Horizontal vs Vertical Leadership Development

Horizontal vs Vertical Leadership Development

How are you developing your leaders - in a horizontal or a vertical way? What is the difference?

Developing leaders horizontally has had a boom moment in the past couple of decades. This approach to leadership development says that we all have different approaches, and those approaches are different but equal. So, you may adopt a friendly and supportive people centric approach with your team and a colleague may be more distanced from his team and focussed on plans, strategies and challenges. The horizontal approach to developing leaders encourages leaders to lean into their personal style and enhance rather than change their approach.

One tool that we use that supports the horizontal approach to leadership development is CliftonStrengths. CliftonStrengths enables you to discover your core strengths in rank order from a total of 34 strengths. The Strengths approach, rooted in positive psychology, suggests that we achieve highest engagement, job satisfaction and productivity when we are engaged in tasks that relate directly to our core strengths. (This is strongly demonstrated in research by The Gallup Organisation). CliftonStrengths is a powerful self-discovery tool and when we use it in coaching or leadership development programmes, participants always love the insights that it brings. It not only offers powerful individual perspectives but it can be used to strengthen team connection and collaboration. However, by only embracing the Strengths philosophy we are missing a critical aspect of leadership development. Enter vertical leadership development.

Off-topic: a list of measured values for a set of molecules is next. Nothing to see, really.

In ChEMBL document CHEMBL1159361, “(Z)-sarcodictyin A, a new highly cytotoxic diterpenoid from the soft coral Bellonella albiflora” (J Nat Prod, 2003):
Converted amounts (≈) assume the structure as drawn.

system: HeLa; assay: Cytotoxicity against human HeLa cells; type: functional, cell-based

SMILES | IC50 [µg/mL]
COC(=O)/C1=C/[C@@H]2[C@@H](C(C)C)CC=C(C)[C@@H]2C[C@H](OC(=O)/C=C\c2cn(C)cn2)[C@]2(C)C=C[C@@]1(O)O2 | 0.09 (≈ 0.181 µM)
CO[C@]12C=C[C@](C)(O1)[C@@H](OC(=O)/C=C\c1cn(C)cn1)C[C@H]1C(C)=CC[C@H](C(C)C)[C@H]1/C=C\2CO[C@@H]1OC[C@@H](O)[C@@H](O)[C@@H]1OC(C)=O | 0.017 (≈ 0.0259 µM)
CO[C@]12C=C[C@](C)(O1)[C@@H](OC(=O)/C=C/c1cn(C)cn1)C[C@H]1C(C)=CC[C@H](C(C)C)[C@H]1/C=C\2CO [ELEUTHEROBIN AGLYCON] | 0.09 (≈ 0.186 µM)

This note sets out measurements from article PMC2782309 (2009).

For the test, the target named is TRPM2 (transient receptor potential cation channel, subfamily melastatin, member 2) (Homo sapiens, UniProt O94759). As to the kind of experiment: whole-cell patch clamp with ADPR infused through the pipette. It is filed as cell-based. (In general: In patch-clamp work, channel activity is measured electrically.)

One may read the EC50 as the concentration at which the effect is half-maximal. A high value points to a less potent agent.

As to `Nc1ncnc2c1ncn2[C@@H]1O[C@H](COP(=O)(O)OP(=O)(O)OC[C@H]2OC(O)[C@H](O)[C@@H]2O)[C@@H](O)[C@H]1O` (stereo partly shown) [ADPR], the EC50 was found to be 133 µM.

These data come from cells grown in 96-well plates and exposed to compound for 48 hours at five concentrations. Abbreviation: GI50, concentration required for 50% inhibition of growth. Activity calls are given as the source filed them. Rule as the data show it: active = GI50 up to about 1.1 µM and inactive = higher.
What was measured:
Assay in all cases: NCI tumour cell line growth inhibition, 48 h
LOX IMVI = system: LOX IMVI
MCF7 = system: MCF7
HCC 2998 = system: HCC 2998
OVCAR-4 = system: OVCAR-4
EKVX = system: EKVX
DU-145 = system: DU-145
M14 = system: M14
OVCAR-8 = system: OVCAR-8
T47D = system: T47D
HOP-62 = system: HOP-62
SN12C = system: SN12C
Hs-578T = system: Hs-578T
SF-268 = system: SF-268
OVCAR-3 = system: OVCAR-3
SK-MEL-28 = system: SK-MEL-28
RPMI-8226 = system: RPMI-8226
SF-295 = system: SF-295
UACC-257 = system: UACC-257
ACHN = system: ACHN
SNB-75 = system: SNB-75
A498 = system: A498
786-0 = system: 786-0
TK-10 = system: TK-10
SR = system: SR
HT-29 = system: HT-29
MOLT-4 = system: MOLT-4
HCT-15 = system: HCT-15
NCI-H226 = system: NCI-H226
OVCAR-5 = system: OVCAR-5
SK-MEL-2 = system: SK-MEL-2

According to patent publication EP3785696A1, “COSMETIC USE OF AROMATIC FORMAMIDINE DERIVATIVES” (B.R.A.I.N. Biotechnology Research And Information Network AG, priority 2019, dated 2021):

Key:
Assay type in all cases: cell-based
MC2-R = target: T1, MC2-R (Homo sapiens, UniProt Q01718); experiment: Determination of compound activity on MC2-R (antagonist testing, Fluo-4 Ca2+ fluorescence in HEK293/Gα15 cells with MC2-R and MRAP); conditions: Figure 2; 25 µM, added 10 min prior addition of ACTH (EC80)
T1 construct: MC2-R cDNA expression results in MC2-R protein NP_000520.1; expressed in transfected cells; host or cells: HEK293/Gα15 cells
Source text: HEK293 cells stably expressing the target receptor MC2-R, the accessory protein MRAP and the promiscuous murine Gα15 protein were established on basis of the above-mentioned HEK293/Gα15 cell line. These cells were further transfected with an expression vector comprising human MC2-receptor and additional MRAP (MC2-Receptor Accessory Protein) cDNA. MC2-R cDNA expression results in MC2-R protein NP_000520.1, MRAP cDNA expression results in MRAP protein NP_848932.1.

In vertical leadership development, leaders are not only supported to understand themselves better and lead authentically, they are also encouraged to transform and deepen their way of seeing and making sense of the world. This approach says that there is a different and better approach to leadership (as opposed to different and equal). Vertical development is about shifting mindsets and challenging subconscious beliefs and ways of thinking, this goes much further than horizontal development.

In our leadership development programmes we use many tools and techniques to access vertical development, one of which is Values methodology. Using Barrett Values tools we can map leadership, team or organisational values against seven levels of consciousness. (see blog - Understanding The Seven Levels) As in vertical leadership development, we recognise that some stages of consciousness are more appropriate for different contexts. Senior leaders in organisations will find that they can lead better when they have a perspective that spans all the levels of consciousness.

This is one of the most significant emerging trends in leadership development today, and the real value comes when we can look through these lenses at the same time and support people to develop horizontally and vertically. This is what we are striving to do in our leadership programmes and we are constantly learning and testing new approaches.

What is your organisation primarily doing, horizontal or vertical leadership development?